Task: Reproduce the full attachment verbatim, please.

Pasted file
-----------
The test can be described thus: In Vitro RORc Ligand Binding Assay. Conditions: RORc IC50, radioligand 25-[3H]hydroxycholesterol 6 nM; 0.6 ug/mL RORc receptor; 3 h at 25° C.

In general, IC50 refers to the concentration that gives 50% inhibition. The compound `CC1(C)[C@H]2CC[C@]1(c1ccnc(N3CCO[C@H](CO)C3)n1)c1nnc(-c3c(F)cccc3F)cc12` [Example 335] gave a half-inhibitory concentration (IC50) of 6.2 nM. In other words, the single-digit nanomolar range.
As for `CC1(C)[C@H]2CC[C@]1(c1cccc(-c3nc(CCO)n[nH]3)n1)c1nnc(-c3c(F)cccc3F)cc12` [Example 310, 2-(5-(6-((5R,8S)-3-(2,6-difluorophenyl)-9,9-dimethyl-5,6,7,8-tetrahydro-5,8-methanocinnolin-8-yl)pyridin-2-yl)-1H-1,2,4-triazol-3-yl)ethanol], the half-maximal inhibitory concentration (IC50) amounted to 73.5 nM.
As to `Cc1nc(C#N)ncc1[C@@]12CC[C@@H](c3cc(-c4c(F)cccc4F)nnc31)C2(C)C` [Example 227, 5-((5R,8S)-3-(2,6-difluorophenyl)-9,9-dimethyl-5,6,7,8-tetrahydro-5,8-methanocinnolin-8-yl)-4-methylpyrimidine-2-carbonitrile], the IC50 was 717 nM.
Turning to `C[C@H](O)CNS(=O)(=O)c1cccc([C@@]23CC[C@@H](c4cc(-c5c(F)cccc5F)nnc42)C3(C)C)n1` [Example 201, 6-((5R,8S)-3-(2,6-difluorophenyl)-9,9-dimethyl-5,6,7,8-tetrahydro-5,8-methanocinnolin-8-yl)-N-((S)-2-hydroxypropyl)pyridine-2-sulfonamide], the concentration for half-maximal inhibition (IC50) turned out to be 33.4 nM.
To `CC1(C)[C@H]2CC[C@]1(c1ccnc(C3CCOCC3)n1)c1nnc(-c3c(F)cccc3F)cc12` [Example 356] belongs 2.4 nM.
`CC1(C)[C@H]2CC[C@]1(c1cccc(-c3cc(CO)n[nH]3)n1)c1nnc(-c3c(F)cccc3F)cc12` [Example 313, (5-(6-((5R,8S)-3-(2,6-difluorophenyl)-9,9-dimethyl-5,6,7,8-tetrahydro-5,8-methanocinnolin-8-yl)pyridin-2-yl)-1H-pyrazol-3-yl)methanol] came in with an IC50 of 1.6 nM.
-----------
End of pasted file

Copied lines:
The test can be described thus: In Vitro RORc Ligand Binding Assay. Conditions: RORc IC50, radioligand 25-[3H]hydroxycholesterol 6 nM; 0.6 ug/mL RORc receptor; 3 h at 25° C.

In general, IC50 refers to the concentration that gives 50% inhibition. The compound `CC1(C)[C@H]2CC[C@]1(c1ccnc(N3CCO[C@H](CO)C3)n1)c1nnc(-c3c(F)cccc3F)cc12` [Example 335] gave a half-inhibitory concentration (IC50) of 6.2 nM. In other words, the single-digit nanomolar range.
As for `CC1(C)[C@H]2CC[C@]1(c1cccc(-c3nc(CCO)n[nH]3)n1)c1nnc(-c3c(F)cccc3F)cc12` [Example 310, 2-(5-(6-((5R,8S)-3-(2,6-difluorophenyl)-9,9-dimethyl-5,6,7,8-tetrahydro-5,8-methanocinnolin-8-yl)pyridin-2-yl)-1H-1,2,4-triazol-3-yl)ethanol], the half-maximal inhibitory concentration (IC50) amounted to 73.5 nM.
As to `Cc1nc(C#N)ncc1[C@@]12CC[C@@H](c3cc(-c4c(F)cccc4F)nnc31)C2(C)C` [Example 227, 5-((5R,8S)-3-(2,6-difluorophenyl)-9,9-dimethyl-5,6,7,8-tetrahydro-5,8-methanocinnolin-8-yl)-4-methylpyrimidine-2-carbonitrile], the IC50 was 717 nM.
Turning to `C[C@H](O)CNS(=O)(=O)c1cccc([C@@]23CC[C@@H](c4cc(-c5c(F)cccc5F)nnc42)C3(C)C)n1` [Example 201, 6-((5R,8S)-3-(2,6-difluorophenyl)-9,9-dimethyl-5,6,7,8-tetrahydro-5,8-methanocinnolin-8-yl)-N-((S)-2-hydroxypropyl)pyridine-2-sulfonamide], the concentration for half-maximal inhibition (IC50) turned out to be 33.4 nM.
To `CC1(C)[C@H]2CC[C@]1(c1ccnc(C3CCOCC3)n1)c1nnc(-c3c(F)cccc3F)cc12` [Example 356] belongs 2.4 nM.
`CC1(C)[C@H]2CC[C@]1(c1cccc(-c3cc(CO)n[nH]3)n1)c1nnc(-c3c(F)cccc3F)cc12` [Example 313, (5-(6-((5R,8S)-3-(2,6-difluorophenyl)-9,9-dimethyl-5,6,7,8-tetrahydro-5,8-methanocinnolin-8-yl)pyridin-2-yl)-1H-pyrazol-3-yl)methanol] came in with an IC50 of 1.6 nM.